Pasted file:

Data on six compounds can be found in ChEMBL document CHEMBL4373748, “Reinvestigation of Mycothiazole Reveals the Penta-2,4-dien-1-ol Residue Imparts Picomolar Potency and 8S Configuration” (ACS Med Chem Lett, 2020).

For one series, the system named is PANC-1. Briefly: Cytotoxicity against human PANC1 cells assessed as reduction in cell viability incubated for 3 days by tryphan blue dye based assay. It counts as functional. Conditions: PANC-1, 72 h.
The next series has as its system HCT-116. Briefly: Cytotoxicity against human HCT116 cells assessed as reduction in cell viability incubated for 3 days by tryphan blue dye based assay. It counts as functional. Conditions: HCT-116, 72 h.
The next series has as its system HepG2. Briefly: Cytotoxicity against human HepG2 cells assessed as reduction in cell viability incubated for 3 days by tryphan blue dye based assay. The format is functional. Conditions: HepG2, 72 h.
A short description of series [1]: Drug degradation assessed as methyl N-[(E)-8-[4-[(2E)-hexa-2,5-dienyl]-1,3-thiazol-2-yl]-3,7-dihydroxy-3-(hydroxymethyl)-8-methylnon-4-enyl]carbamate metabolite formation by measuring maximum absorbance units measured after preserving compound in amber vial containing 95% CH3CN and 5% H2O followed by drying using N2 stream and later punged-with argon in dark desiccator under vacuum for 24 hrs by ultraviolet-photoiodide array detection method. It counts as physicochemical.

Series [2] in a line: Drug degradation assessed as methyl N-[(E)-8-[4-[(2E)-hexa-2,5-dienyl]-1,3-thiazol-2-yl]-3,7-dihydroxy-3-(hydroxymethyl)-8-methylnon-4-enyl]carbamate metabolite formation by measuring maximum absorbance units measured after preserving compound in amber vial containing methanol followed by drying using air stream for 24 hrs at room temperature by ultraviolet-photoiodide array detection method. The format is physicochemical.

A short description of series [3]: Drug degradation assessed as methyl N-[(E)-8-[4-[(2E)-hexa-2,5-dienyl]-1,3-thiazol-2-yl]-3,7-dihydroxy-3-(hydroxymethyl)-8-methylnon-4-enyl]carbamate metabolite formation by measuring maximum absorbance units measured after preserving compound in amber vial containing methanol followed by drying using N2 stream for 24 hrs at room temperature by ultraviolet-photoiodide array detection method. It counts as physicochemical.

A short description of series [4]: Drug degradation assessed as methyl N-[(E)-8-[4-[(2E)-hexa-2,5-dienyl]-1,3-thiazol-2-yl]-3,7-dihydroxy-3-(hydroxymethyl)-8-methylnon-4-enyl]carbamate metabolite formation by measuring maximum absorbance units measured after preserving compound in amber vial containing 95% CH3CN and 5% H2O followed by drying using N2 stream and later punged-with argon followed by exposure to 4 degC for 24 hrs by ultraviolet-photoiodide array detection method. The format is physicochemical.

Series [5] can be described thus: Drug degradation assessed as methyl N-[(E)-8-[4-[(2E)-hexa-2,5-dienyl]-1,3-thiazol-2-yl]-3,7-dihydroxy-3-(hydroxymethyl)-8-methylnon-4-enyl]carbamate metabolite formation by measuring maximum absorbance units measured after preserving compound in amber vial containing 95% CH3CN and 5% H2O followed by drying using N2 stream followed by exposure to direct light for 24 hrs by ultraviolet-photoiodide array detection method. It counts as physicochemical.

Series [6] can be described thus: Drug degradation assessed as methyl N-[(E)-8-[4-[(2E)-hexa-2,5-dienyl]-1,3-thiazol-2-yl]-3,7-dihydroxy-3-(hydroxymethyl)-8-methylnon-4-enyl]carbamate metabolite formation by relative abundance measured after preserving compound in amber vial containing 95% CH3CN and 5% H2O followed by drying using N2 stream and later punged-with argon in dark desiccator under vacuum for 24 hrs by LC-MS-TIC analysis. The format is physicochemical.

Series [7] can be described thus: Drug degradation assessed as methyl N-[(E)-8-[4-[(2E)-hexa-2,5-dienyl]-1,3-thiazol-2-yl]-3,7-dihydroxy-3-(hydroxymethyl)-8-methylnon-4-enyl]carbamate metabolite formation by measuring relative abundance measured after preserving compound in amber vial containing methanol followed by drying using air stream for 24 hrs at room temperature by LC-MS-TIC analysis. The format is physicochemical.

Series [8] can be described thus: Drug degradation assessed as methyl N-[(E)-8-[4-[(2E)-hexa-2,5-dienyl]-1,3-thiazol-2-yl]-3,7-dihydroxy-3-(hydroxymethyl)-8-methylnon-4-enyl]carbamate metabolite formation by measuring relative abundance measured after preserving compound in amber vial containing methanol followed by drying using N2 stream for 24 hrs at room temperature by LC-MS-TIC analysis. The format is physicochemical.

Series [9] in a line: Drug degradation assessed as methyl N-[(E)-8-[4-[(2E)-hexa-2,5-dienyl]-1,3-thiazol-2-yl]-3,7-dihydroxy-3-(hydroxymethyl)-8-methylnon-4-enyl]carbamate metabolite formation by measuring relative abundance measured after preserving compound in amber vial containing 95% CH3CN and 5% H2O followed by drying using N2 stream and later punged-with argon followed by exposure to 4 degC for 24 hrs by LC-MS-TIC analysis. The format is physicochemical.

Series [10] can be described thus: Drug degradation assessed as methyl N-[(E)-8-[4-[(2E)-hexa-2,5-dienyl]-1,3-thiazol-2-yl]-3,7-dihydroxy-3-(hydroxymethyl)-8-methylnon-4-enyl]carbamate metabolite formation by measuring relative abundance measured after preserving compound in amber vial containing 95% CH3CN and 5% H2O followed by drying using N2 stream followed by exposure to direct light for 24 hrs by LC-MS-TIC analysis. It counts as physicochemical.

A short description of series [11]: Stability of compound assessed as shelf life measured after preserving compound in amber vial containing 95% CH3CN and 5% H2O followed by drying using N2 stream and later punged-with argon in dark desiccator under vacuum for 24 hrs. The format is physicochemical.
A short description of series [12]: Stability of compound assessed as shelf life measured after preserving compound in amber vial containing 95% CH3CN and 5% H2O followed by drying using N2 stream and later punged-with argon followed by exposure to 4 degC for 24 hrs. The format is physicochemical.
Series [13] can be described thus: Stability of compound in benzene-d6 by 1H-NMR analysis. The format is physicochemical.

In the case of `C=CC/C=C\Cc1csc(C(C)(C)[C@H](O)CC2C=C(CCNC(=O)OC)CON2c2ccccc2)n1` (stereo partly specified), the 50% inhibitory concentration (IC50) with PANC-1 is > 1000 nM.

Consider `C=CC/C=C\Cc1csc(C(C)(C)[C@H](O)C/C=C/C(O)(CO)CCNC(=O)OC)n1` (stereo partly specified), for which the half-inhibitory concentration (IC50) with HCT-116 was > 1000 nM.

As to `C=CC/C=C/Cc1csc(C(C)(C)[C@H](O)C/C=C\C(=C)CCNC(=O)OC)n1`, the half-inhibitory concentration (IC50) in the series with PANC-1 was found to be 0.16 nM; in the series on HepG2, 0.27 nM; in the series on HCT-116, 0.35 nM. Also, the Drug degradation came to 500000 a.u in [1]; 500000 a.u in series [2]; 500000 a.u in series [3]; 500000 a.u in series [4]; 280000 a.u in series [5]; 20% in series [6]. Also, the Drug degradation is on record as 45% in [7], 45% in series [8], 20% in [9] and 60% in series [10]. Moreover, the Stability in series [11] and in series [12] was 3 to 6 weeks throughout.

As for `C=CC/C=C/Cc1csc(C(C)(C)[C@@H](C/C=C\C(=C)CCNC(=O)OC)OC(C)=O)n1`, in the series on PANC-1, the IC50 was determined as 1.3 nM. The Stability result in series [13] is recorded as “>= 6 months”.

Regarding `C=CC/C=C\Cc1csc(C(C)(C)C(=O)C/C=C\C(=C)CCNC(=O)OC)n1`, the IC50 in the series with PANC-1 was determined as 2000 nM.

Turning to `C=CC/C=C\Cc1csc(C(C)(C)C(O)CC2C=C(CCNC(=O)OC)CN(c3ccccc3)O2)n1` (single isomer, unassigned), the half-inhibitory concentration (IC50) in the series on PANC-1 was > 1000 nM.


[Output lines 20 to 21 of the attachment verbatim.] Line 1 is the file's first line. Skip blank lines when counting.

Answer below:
As to `C=CC/C=C/Cc1csc(C(C)(C)[C@H](O)C/C=C\C(=C)CCNC(=O)OC)n1`, the half-inhibitory concentration (IC50) in the series with PANC-1 was found to be 0.16 nM; in the series on HepG2, 0.27 nM; in the series on HCT-116, 0.35 nM. Also, the Drug degradation came to 500000 a.u in [1]; 500000 a.u in series [2]; 500000 a.u in series [3]; 500000 a.u in series [4]; 280000 a.u in series [5]; 20% in series [6]. Also, the Drug degradation is on record as 45% in [7], 45% in series [8], 20% in [9] and 60% in series [10]. Moreover, the Stability in series [11] and in series [12] was 3 to 6 weeks throughout.

As for `C=CC/C=C/Cc1csc(C(C)(C)[C@@H](C/C=C\C(=C)CCNC(=O)OC)OC(C)=O)n1`, in the series on PANC-1, the IC50 was determined as 1.3 nM. The Stability result in series [13] is recorded as “>= 6 months”.